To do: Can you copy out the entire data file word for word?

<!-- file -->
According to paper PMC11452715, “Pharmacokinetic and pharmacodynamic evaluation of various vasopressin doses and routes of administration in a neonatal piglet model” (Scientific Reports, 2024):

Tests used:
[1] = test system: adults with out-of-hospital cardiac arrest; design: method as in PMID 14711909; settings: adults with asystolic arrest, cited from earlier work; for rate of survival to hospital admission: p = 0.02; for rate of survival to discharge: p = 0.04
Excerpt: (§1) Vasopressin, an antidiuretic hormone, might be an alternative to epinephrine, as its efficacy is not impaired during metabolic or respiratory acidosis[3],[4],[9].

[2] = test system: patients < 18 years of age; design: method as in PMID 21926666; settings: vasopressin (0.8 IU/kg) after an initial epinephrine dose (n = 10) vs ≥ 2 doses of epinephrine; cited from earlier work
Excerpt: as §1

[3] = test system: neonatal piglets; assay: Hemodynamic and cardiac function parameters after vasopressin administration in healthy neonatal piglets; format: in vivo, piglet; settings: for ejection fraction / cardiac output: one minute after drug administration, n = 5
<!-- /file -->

According to paper PMC11452715, “Pharmacokinetic and pharmacodynamic evaluation of various vasopressin doses and routes of administration in a neonatal piglet model” (Scientific Reports, 2024):

Tests used:
[1] = test system: adults with out-of-hospital cardiac arrest; design: method as in PMID 14711909; settings: adults with asystolic arrest, cited from earlier work; for rate of survival to hospital admission: p = 0.02; for rate of survival to discharge: p = 0.04
Excerpt: (§1) Vasopressin, an antidiuretic hormone, might be an alternative to epinephrine, as its efficacy is not impaired during metabolic or respiratory acidosis[3],[4],[9].

[2] = test system: patients < 18 years of age; design: method as in PMID 21926666; settings: vasopressin (0.8 IU/kg) after an initial epinephrine dose (n = 10) vs ≥ 2 doses of epinephrine; cited from earlier work
Excerpt: as §1

[3] = test system: neonatal piglets; assay: Hemodynamic and cardiac function parameters after vasopressin administration in healthy neonatal piglets; format: in vivo, piglet; settings: for ejection fraction / cardiac output: one minute after drug administration, n = 5